"60 MINUTES" FINDS THE SECRET JET BELIEVED TO BE USED BY THE CIA
TO FERRY SUSPECTS TO OVERSEAS INTERROGATORS KNOWN
TO USE TORTURE AND TALKS TO A MAN WHO SAYS HE
WAS A PASSENGER -- SUNDAY ON CBS
Khaled El-Masri Says in His First U.S. Interview That He was Mistakenly Taken on the Jet To a U.S.-Run Jail in Afghanistan, Brutalized and Released Five Months Later
60 MINUTES has videotaped a secret jet the Central Intelligence Agency is said to be using to deliver terror suspects to countries known for torturing people. The four-month investigation of the CIA's "rendition" program -- the practice of sending suspects to foreign governments for interrogation -- also found a man who says he was mistakenly taken on the plane to a jail in Afghanistan where he was mistreated for months. Scott Pelley's report, including the first American interview with Khaled El-Masri, will be broadcast on 60 MINUTES, Sunday March 6 (7:00-8:00 PM, ET/PT) on the CBS Television Network.
Tracing the jet through a series of companies and executives that apparently only exist on paper, 60 MINUTES was able to videotape the 737 three weeks ago on the runway of Glasgow Airport in Scotland. The investigation also reveals the plane made at least 600 flights to 40 countries -- all of which came after 9/11 -- including 30 trips to Jordan, 19 to Afghanistan, 17 to Morocco, and 16 to Iraq. The plane also went to Egypt, Libya and Guantanamo Bay, Cuba.
El-Masri, a German citizen, says he was on vacation in Macedonia when he was arrested by police and held in Macedonia for three weeks and then brought to the airport, beaten by masked men, drugged and put aboard the 737. 60 MINUTES confirmed that the plane left Skopje, Macedonia, and went to Baghdad and then Kabul on the day in question. El-Masri says he awoke in a jail cell where his captors said, "You're in a country without laws and no one knows where you are." He says, "It was very clear to me that he meant I could stay in my cell for 20 years or be buried somewhere," he tells Pelley. "[They asked me] whether I had contacts with Islamic parties like al-Qaeda or the Muslim Brotherhood or aid organizations, lots of questions." El-Masri added that his fellow prisoners in the American-run jail were Saudi Arabians, Tanzanians, a Yemeni and a Pakistani who had lived in the U.S.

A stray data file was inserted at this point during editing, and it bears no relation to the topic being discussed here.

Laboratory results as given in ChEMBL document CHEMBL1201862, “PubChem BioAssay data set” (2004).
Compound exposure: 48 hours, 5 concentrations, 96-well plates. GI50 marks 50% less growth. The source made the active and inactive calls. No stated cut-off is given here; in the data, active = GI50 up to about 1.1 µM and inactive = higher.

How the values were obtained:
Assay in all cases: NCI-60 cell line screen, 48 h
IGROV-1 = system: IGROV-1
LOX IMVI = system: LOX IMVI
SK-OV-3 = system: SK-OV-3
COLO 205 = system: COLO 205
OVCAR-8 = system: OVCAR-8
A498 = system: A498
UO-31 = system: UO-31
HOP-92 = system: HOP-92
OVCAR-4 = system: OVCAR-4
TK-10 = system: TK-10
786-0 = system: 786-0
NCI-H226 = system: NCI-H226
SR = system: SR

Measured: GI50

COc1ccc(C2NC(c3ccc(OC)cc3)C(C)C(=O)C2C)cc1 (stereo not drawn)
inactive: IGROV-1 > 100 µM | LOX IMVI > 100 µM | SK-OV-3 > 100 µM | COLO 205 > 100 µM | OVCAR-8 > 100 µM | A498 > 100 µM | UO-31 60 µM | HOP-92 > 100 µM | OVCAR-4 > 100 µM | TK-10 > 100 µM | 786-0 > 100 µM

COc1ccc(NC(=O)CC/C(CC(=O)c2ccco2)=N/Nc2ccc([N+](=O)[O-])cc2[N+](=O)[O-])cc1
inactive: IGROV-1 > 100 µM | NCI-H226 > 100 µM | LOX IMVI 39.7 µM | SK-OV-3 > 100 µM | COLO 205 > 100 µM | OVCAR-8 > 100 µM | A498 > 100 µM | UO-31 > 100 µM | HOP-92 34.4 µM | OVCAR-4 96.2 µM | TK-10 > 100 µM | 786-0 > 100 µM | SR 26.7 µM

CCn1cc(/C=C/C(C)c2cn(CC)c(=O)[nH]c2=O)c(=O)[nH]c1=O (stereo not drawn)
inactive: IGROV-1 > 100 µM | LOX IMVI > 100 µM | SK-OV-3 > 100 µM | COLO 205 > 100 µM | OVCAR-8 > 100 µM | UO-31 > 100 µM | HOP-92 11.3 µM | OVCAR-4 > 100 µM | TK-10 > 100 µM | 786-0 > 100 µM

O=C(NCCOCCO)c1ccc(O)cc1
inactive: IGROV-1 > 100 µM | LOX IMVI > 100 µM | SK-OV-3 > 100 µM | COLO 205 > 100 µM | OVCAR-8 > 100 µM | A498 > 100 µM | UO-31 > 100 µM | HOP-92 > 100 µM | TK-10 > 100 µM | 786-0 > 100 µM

El-Masri says he was in solitary confinement for five months and then released without an explanation as to why he was imprisoned. He may have been one of the lucky ones because some suspects are "rendered" to their home countries where torture is practiced. The jet made 10 trips to Uzbekistan, where the former British ambassador to the country, Craig Murray, says the jet and its then-owner, Premier Executive Transport Services, kept a small staff at the airport in Tashkent. Murray says Uzbek interrogators use unusually cruel methods. "Techniques of drowning and suffocation, rape was used ...and also the insertion of limbs in boiling liquid....It's quite common," says Murray. He says he knew for sure of two Uzbeks captured in Afghanistan and brought back for questioning, "I believe it was happening on a regular basis," he tells Pelley. Murray says he complained to his superiors that information was being obtained by torture and sent his deputy to the CIA station chief to inquire about the practice.
"The CIA definitely knows," he tells Pelley. He says his deputy confirmed that "this material probably was obtained under torture but the CIA didn't see that [as] a problem," recalls Murray. He was ordered to return to London four months ago and has since left the government.
Mike Scheuer, the former head of the CIA's Osama bin-Laden unit and one of the agents who helped set up the rendition program, thinks protecting Americans from terrorism is of paramount importance. "I'm responsible for protecting Americans," he tells Pelley. "The information that we have received as a result of these programs has been very useful." Scheuer won't comment on its legality, but allows that the practice is a convenience. "It's finding someone else to do your dirty work," he tells Pelley.
El-Masri believes his abduction and imprisonment was a case of mistaken identity. When asked what he tells his seven-year-old son about his five-month imprisonment and who did this to him, El-Masri says, "I tell him it was the Americans."